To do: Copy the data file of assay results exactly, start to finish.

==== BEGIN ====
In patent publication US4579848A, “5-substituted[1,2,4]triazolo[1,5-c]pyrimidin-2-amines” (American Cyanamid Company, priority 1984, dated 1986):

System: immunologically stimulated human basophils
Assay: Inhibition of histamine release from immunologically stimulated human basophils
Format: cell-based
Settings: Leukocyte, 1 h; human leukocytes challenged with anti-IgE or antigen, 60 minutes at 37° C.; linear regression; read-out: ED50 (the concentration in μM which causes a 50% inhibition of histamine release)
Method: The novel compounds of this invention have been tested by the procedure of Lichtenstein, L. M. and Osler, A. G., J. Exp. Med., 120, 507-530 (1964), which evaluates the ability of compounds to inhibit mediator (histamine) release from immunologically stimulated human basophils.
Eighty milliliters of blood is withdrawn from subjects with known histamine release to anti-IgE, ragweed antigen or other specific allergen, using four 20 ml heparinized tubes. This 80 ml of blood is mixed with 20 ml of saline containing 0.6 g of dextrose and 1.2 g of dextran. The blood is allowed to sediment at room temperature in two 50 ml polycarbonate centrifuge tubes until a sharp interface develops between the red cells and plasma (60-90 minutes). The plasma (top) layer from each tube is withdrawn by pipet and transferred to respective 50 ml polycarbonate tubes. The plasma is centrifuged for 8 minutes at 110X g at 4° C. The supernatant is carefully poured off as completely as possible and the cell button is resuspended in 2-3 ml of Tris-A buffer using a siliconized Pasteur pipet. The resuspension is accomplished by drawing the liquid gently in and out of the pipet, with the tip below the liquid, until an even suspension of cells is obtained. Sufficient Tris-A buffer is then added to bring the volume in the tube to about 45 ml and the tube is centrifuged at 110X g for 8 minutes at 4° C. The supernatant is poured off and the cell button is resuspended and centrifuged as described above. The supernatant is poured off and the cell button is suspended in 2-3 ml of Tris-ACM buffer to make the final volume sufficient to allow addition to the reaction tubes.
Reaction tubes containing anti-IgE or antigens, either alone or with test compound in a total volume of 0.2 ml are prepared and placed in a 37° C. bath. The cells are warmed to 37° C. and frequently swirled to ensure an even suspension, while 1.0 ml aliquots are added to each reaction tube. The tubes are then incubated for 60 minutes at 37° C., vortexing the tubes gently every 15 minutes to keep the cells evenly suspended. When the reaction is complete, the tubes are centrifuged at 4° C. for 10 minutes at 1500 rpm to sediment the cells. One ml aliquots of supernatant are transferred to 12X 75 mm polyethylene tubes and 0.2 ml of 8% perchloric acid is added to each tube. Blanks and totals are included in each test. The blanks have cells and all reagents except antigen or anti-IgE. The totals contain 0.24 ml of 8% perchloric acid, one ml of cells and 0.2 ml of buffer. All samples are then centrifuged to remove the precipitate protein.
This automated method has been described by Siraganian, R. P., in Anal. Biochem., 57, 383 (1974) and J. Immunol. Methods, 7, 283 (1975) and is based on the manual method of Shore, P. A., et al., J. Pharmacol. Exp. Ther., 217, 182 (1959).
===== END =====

In patent publication US4579848A, “5-substituted[1,2,4]triazolo[1,5-c]pyrimidin-2-amines” (American Cyanamid Company, priority 1984, dated 1986):

System: immunologically stimulated human basophils
Assay: Inhibition of histamine release from immunologically stimulated human basophils
Format: cell-based
Settings: Leukocyte, 1 h; human leukocytes challenged with anti-IgE or antigen, 60 minutes at 37° C.; linear regression; read-out: ED50 (the concentration in μM which causes a 50% inhibition of histamine release)
Method: The novel compounds of this invention have been tested by the procedure of Lichtenstein, L. M. and Osler, A. G., J. Exp. Med., 120, 507-530 (1964), which evaluates the ability of compounds to inhibit mediator (histamine) release from immunologically stimulated human basophils.
Eighty milliliters of blood is withdrawn from subjects with known histamine release to anti-IgE, ragweed antigen or other specific allergen, using four 20 ml heparinized tubes. This 80 ml of blood is mixed with 20 ml of saline containing 0.6 g of dextrose and 1.2 g of dextran. The blood is allowed to sediment at room temperature in two 50 ml polycarbonate centrifuge tubes until a sharp interface develops between the red cells and plasma (60-90 minutes). The plasma (top) layer from each tube is withdrawn by pipet and transferred to respective 50 ml polycarbonate tubes. The plasma is centrifuged for 8 minutes at 110X g at 4° C. The supernatant is carefully poured off as completely as possible and the cell button is resuspended in 2-3 ml of Tris-A buffer using a siliconized Pasteur pipet. The resuspension is accomplished by drawing the liquid gently in and out of the pipet, with the tip below the liquid, until an even suspension of cells is obtained. Sufficient Tris-A buffer is then added to bring the volume in the tube to about 45 ml and the tube is centrifuged at 110X g for 8 minutes at 4° C. The supernatant is poured off and the cell button is resuspended and centrifuged as described above. The supernatant is poured off and the cell button is suspended in 2-3 ml of Tris-ACM buffer to make the final volume sufficient to allow addition to the reaction tubes.
Reaction tubes containing anti-IgE or antigens, either alone or with test compound in a total volume of 0.2 ml are prepared and placed in a 37° C. bath. The cells are warmed to 37° C. and frequently swirled to ensure an even suspension, while 1.0 ml aliquots are added to each reaction tube. The tubes are then incubated for 60 minutes at 37° C., vortexing the tubes gently every 15 minutes to keep the cells evenly suspended. When the reaction is complete, the tubes are centrifuged at 4° C. for 10 minutes at 1500 rpm to sediment the cells. One ml aliquots of supernatant are transferred to 12X 75 mm polyethylene tubes and 0.2 ml of 8% perchloric acid is added to each tube. Blanks and totals are included in each test. The blanks have cells and all reagents except antigen or anti-IgE. The totals contain 0.24 ml of 8% perchloric acid, one ml of cells and 0.2 ml of buffer. All samples are then centrifuged to remove the precipitate protein.
This automated method has been described by Siraganian, R. P., in Anal. Biochem., 57, 383 (1974) and J. Immunol. Methods, 7, 283 (1975) and is based on the manual method of Shore, P. A., et al., J. Pharmacol. Exp. Ther., 217, 182 (1959).